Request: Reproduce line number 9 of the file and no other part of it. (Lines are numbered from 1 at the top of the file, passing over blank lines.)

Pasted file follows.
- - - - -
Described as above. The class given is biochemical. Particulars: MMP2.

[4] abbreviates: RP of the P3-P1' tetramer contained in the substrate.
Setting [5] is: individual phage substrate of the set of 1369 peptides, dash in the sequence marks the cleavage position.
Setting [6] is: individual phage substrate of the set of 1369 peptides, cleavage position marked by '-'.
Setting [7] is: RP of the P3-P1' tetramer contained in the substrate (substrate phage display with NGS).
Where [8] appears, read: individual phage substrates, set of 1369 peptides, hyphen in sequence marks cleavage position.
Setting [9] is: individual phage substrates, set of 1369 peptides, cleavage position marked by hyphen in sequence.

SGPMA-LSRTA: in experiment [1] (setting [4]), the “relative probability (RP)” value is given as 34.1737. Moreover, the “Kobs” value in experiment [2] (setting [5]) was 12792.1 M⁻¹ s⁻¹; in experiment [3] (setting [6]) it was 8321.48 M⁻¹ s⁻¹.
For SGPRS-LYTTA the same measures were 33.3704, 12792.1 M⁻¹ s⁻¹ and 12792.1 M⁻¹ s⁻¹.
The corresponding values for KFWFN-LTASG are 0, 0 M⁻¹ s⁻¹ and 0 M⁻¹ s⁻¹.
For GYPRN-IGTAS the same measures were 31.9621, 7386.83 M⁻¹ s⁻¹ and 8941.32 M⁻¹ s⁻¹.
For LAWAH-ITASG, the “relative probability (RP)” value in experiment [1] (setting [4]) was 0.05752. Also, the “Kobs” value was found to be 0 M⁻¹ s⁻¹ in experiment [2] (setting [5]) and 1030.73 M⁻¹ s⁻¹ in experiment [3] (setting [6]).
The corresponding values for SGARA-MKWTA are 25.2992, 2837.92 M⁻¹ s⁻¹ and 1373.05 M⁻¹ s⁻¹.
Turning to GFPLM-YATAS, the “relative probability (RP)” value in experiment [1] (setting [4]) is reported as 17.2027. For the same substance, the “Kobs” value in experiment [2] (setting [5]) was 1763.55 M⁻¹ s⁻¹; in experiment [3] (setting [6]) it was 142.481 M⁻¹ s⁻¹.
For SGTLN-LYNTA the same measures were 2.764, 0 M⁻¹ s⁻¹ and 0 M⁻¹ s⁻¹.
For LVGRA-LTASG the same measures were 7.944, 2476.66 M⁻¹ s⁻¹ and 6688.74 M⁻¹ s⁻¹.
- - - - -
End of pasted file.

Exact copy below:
For SGPRS-LYTTA the same measures were 33.3704, 12792.1 M⁻¹ s⁻¹ and 12792.1 M⁻¹ s⁻¹.